Extra Questions for Class 9 Social Science Economics Chapter 3 Poverty as a Challenge
These Solutions are part of NCERT Solutions for Class 9 Social Science. Here we have given Extra Questions for Class 9 Social Science Economics Chapter 3 Poverty as a Challenge.
SOLVED QUESTION BANK
Very Short Answer Type Questions [1 Mark]
What kind of people in India are considered poor?
They could be landless labourers in villages or people living in overcrowded jhuggis in cities. They could be daily wage earners at construction sites or child workers in dhabas. They could also be beggars with children in tatters.
What is poverty?
Poverty is a situation in which a person is unable to get the minimum basic necessities of life, i.e., food, clothing and shelter for his or her sustenance.
Mention any one historical reason for poverty.
Low level of income under the British colonial rule.
State two consequences of poverty. [CBSE 2016]
Growth of slums and high level of indebtedness are the two consequences of poverty.
What are the factors of human poverty?
There are many factors of human poverty like not having job security, discrimination due to caste, having inadequate access to education, shelter or food etc.
Why is the concept of poverty being broadened into human poverty?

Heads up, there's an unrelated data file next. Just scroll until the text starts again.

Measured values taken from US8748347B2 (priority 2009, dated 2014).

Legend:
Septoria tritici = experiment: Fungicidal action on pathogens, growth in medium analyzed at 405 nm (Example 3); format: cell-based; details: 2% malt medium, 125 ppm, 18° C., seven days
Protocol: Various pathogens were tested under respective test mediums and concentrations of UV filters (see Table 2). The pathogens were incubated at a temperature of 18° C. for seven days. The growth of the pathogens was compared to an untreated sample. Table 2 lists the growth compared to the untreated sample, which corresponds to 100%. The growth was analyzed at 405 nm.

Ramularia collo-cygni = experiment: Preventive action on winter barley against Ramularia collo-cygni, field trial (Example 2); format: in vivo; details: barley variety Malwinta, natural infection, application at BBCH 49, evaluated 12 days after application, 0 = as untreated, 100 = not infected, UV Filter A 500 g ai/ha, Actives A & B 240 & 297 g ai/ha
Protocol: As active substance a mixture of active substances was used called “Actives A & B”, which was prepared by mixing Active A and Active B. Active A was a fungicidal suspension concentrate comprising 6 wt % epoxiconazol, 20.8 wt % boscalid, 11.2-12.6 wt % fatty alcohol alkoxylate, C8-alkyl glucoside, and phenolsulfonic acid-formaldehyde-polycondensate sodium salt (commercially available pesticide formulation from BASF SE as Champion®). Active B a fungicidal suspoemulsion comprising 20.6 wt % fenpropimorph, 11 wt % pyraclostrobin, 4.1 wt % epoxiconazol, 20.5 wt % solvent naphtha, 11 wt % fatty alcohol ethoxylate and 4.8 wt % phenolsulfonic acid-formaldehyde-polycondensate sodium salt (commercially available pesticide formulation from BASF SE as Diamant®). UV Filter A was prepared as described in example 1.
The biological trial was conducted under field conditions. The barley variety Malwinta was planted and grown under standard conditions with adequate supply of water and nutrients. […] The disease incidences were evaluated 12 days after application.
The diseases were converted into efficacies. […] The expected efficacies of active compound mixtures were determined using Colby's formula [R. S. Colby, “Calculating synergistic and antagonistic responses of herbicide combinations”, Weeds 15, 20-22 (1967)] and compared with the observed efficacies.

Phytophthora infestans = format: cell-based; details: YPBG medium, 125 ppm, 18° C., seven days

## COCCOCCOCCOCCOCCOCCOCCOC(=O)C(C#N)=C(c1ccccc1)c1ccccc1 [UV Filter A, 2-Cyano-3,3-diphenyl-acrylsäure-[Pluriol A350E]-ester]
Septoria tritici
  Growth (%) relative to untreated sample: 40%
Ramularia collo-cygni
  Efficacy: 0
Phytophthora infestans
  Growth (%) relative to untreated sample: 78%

The concept of poverty is being broadened into human poverty as the challenge is becoming bigger and the analysis of poverty is becoming rich through a variety of new concepts like social exclusion.
Mention any one common indicator of poverty.
Social exclusion is a common indicator of poverty today.
How is the analysis of poverty becoming rich in recent years?
The analysis of poverty is being enriched through a variety of new concepts like social exclusion and vulnerability.
What is poverty line?
Poverty line is an indicator of poverty, i.e., it is a level of income which barely meets sustenance.
When is a person considered poor? [CBSE 2016]
A person is considered poor if his or her income or consumption level falls below the given minimum level necessary to fulfil the basic needs.
Who is an urban poor?
An urban poor is a person who has an income of ₹ 1,000 per month and in terms of calories, has a requirement of 2,100 calories per person per day.
Which methods are used to estimate the poverty line in India?
The daily income and consumption method are used to estimate the poverty line in India.